Harvey uses the picture, not to ridicule or bring scorn on Hindley but to critique the media's exploitation of the Hindley story in general and that image in particular. "I think the photograph was used irresponsibly. The image itself took on its own life force. It became its own kind of erotic, sexy, child-murdering witch. It fitted some need we have in society to stereotype women who are not mumsy or who don't embrace their maternal instinct with both hands and push them towards this cold SS guard. That image picked up a lot of momentum that actually distorted her chance of ever getting justice.”[d] 

Harvey was born in Leeds in 1963, his work combines painting, photography, and sculpture and explores British iconography in pop culture, the landscape, and cultural history. Harvey’s piece, ‘Maggie’ 2009, plaster and acrylic on canvas, 14.4’ x 12’, although more of a 3D collage, incorporating casts of masks, vegetables and sex toys, is a return to the similarly visual experience of Myra.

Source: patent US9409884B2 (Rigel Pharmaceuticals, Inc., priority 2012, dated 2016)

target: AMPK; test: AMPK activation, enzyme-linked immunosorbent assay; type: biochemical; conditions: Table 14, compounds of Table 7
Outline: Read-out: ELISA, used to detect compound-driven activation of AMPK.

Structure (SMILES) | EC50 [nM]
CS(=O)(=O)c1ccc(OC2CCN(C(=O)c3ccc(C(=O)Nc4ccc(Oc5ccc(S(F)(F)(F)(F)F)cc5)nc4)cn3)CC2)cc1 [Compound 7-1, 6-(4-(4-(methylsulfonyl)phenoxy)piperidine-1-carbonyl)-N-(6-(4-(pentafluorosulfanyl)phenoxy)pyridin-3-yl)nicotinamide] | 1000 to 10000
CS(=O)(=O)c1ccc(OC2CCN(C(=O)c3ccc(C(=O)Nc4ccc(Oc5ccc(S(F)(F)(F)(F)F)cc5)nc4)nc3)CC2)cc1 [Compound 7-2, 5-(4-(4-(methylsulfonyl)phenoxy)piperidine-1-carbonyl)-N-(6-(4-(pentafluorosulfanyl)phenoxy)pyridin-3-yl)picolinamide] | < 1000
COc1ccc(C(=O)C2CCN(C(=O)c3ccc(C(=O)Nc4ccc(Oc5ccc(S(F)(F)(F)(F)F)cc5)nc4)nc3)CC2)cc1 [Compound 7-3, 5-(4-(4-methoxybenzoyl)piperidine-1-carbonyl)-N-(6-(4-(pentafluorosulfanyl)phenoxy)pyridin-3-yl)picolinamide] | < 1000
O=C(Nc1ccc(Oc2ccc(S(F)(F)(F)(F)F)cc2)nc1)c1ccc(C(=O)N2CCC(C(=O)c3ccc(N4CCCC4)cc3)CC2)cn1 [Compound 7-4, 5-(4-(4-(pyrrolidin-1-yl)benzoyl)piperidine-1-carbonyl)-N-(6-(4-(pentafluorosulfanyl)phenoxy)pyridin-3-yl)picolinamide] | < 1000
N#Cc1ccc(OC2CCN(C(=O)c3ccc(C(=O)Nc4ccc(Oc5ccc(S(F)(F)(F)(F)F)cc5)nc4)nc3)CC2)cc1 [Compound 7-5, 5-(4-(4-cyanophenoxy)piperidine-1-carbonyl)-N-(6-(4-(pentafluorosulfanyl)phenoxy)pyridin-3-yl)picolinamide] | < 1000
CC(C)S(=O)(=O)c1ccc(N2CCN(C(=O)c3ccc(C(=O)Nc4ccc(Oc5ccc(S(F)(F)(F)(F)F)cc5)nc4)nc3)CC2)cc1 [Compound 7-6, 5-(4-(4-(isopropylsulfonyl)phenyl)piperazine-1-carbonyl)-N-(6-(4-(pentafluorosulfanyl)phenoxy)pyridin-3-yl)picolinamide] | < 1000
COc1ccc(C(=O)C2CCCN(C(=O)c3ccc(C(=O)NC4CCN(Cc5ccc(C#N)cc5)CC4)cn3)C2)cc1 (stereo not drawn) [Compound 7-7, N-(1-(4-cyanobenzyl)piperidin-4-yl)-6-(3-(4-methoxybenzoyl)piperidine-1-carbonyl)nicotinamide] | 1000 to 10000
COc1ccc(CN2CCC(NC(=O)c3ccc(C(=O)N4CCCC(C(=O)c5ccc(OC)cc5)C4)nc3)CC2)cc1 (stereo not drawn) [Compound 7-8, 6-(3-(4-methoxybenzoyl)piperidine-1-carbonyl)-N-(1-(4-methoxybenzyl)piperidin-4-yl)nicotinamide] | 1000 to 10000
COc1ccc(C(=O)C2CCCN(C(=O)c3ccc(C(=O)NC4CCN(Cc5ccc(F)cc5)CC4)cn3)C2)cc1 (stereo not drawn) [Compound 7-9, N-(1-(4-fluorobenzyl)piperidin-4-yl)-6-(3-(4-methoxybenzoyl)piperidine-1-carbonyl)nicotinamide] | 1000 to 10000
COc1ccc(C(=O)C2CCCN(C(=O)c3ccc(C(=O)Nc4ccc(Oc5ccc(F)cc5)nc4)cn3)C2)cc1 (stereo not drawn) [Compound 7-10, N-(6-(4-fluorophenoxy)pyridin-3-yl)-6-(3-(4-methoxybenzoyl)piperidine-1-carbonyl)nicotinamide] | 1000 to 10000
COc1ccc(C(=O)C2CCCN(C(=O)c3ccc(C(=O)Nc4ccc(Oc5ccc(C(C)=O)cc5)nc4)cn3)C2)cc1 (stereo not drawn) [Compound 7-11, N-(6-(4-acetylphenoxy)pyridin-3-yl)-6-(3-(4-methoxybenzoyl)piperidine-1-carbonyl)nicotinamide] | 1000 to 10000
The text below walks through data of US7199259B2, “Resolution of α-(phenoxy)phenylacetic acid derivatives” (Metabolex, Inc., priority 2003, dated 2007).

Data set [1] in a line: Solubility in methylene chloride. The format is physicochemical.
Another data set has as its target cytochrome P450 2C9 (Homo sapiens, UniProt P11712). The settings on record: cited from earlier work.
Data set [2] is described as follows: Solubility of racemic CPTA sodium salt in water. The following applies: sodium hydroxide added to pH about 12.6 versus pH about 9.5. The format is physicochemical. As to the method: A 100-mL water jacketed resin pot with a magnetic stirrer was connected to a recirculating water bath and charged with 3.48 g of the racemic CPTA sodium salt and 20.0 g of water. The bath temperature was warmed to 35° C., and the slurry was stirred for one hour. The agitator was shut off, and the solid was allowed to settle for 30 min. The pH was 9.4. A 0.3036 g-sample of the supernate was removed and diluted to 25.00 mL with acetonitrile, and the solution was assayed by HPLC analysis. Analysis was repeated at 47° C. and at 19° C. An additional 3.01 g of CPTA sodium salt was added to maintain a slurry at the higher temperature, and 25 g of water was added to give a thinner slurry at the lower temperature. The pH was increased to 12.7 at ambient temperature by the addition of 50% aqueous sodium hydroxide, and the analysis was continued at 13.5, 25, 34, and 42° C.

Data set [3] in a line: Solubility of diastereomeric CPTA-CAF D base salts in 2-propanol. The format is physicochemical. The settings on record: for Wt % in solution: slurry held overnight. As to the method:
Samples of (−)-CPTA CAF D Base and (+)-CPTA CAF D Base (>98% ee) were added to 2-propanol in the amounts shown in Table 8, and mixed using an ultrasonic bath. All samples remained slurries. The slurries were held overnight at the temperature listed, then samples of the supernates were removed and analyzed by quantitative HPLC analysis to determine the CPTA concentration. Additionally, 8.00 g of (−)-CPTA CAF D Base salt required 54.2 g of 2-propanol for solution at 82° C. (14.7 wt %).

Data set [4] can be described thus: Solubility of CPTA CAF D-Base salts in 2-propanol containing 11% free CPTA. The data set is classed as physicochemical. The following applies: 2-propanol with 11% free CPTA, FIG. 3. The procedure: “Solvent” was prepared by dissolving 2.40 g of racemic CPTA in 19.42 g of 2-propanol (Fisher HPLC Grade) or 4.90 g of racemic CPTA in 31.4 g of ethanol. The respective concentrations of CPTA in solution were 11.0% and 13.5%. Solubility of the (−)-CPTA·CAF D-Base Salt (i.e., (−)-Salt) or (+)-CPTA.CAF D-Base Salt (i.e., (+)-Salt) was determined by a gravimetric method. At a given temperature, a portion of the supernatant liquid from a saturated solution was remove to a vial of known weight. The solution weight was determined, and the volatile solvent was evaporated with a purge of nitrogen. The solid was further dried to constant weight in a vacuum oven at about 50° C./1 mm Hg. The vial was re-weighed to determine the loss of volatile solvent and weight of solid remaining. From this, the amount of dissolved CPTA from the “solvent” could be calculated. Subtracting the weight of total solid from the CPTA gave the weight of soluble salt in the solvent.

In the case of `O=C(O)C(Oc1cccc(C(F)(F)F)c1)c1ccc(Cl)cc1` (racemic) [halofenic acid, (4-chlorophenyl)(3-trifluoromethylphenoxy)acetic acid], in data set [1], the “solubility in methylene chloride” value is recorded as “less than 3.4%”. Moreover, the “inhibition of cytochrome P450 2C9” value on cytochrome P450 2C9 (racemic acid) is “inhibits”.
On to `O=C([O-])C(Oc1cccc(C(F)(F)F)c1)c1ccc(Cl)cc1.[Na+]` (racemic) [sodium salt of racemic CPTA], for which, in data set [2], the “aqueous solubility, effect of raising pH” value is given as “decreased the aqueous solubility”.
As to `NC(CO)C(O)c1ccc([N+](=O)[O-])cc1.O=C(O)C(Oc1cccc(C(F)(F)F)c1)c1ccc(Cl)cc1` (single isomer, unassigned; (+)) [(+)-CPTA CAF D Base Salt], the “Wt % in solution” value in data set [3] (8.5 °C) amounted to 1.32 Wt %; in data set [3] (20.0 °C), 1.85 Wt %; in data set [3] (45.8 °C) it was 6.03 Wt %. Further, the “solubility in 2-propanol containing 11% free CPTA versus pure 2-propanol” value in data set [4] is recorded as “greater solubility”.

While I can’t say the visual styling has directly influenced my work, the experience of viewing the piece, has remained firmly at the forefront of my consciousness, when considering a contemporary art practice. This due to its lasting emotional impact on me, using the ‘shock value’ (a term that became synonymous with the Sensation exhibition) of children’s hands to forge an effigy of a convicted child murderer. Distasteful? Maybe? I found it jarring, yet mournfully poetic. 




[a] - Lyall, Sarah (20 September 1997), "Art That Tweaks British Propriety", The New York Times


[b] -


[c] - Press release: Sensation press conference, Royal Academy of Arts, London
16 September 1997


[d] The Guardian, Myra, Margaret and me. Simon Hattenstone

Sat 21 Feb 2009 00.01 GMT